Spanos called the album as the "honeymoon phase in R&Bieber form", thus "sweet, uncomplicated, and maybe just a bit hard to imagine lasting forever", with Bieber's "charming malleability as an artist" missing. She added that the album is devoid of the "dangerous eroticism" of Bieber's 2013 project, Journals.

Insider's Courteney Larocca and Callie Ahlgrim were favourable towards Bieber's "pristine" vocal performance, but dismissed the "subpar" lyrics, concluding Changes is "ultimately a snooze fest". They pointed out "Habitual" as "easily the best track" on the album, while "All Around Me" is "underwhelming" as the opening track.

Emma Garland of Vice commented: "Each track is built on a simple hook or a looping beat, in favour of subtle melodies and lots of repetition, that laid back pace gives his voice room to luxuriate, but the songs often fall flat", with "no tension, no build". She highlighted the "formulaic arrangements and wandering melodies", which struggle "to hit home in a major way", like his album, "Purpose" did.

In a two-star review, Roisin O'Connor of The Independent stated that Changes "isn't so much an album that would rile you to the point of turning it off. Rather, it washes over you, with its mostly average beats and seemingly random cluster of guest features", adding that it is "full of vague platitudes about love from a singer who has yet to grow up".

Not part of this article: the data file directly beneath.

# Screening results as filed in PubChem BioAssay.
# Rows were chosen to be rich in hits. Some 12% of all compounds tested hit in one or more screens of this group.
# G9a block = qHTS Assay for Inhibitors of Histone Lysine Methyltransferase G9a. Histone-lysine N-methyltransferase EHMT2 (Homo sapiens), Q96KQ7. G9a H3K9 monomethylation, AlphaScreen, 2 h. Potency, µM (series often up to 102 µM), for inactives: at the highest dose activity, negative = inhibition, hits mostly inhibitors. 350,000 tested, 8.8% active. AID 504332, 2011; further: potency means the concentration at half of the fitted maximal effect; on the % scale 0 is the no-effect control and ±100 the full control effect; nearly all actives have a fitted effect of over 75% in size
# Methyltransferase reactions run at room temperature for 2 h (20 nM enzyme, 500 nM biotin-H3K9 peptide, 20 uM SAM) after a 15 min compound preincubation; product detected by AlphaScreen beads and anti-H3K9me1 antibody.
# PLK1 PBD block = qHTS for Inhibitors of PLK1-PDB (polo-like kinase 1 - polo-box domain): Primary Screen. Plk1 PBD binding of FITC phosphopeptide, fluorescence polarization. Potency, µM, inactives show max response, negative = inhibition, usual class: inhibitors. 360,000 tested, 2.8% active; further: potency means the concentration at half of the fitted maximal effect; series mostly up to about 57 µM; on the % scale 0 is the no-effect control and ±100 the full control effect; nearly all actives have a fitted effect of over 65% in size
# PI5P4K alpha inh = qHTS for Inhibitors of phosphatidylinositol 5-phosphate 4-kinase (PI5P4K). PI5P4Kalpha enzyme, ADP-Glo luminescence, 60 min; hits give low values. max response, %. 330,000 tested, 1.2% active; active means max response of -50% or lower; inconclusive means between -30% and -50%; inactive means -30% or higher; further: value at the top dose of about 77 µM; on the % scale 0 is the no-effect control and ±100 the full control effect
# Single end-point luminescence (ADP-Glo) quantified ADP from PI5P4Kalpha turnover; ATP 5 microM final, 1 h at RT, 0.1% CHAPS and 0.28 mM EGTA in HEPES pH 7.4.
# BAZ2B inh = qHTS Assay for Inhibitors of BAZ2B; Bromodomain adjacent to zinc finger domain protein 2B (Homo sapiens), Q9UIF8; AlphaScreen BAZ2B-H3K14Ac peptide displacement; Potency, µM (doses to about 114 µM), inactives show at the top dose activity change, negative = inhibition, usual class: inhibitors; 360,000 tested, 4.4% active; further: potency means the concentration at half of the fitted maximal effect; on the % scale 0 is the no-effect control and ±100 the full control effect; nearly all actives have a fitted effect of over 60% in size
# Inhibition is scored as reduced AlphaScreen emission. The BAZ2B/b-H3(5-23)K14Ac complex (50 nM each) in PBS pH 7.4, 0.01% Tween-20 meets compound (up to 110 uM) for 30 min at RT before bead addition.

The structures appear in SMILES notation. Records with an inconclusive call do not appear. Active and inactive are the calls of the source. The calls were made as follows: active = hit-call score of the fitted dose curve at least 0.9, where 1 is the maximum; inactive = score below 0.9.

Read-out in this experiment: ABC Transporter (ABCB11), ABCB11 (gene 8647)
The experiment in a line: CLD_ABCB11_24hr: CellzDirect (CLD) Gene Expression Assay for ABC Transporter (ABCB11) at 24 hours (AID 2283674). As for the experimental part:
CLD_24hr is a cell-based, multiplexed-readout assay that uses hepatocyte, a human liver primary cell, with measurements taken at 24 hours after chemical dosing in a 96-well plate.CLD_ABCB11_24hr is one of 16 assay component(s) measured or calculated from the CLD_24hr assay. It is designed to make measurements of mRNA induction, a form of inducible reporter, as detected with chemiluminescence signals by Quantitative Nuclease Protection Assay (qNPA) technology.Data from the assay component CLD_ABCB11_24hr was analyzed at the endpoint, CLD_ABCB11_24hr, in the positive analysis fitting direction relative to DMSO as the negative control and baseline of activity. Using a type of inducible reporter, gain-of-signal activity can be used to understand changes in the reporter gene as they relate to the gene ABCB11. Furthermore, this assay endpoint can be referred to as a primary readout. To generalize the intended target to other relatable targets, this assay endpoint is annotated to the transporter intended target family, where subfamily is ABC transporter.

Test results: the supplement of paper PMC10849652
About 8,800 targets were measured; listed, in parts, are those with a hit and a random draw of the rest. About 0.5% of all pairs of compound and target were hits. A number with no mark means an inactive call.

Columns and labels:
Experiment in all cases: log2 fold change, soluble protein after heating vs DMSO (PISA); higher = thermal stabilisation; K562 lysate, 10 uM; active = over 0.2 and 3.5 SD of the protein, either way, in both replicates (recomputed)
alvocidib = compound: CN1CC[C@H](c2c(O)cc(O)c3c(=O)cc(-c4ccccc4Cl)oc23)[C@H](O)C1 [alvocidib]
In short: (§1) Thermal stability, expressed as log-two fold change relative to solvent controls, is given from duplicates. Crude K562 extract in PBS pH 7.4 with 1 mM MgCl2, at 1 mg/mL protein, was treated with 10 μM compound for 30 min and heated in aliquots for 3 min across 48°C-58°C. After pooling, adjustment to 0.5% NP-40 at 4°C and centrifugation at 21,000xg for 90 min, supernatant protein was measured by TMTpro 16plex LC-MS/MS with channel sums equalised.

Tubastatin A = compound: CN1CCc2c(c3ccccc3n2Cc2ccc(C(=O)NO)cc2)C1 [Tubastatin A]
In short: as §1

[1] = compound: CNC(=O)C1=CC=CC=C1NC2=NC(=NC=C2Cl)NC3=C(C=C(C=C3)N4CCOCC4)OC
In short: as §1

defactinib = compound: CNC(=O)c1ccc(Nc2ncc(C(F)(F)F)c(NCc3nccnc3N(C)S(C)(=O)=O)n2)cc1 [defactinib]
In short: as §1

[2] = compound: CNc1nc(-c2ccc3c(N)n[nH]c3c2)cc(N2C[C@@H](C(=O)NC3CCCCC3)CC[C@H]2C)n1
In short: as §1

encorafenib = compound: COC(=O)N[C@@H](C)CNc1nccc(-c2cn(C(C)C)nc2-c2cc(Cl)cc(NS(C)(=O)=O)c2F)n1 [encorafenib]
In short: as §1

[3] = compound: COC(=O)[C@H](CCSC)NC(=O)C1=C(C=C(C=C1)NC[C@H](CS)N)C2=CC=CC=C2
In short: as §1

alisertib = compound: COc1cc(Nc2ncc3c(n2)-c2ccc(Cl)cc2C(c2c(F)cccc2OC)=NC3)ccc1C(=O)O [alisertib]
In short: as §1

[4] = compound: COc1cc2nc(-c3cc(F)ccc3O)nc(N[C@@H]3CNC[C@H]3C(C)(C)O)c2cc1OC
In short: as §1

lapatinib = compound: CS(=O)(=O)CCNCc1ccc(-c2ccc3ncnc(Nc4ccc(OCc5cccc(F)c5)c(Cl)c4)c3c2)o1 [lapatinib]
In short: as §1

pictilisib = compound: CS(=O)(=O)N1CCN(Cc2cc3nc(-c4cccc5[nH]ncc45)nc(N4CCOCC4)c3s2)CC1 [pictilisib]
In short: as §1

O'Connor concluded that Bieber "hasn't come all that far" since the days of "Baby", as "a number of songs about his new wife Hailey Baldwin are so uninspired that he may as well be declaring his love for a household appliance."

Rating the album two stars, Hannah Mylrea of NME wrote that Bieber's "limp comeback" results in a collection of "a knackering, loved-up slog lacking substance", that is "overly reliant on trendy production and profound(ish) romantic proclamations". She added that it is "a disappointing comeback from an artist who has a track record in creating hits", as it is "one romp that never reaches climax".

Evening Standard's David Smyth expressed his disappointment in the album's subject matter, but complimented its production, saying: "In fact, so single-minded is his [Bieber] approach this time that it feels like she's [Baldwin] his only intended audience", and thus Bieber's audience at his tour "are going to be underwhelmed by the unchanging, lounging pace of the new material, gently ticking beats and lack of memorable choruses."

Rating the album a 4.5 out of 10, Jayson Greene of Pitchfork wrote that "Changes settles into a middle-distance, stream-friendly murmur that is more sleepy than salacious", adding that its songs "are all cold angles and frictionless surfaces, devoid of intimacy and heat". He pointed out that "nearly every song on Changes resembles every other in tempo, arrangement, and often in lyrics, which seem to be sourced from the same 10 or 15 pastel candy hearts".

Writing for Clash, Nick Roseblade opined that the main problem with the album is that "it isn't exciting or dynamic and suffers from dragging in places", citing the "lack of variation" on the album, as a reason.

Nylon's Alim Kheraj wrote that "Changes" shows "how detached and uninterested" Bieber has become. He stated that the album emulates the early 2000s, but it "doesn't do so reverentially, nor does it borrow from a sonic palette to make it new again", resulting in an "uninspired and confused" record, that "lacks the emotional maturity" to translate Bieber's marriage.

He described Bieber's treatment of sex on the album is "instant, bountiful, in your face, but ultimately unrealistic and devoid of any eroticism" like pornography.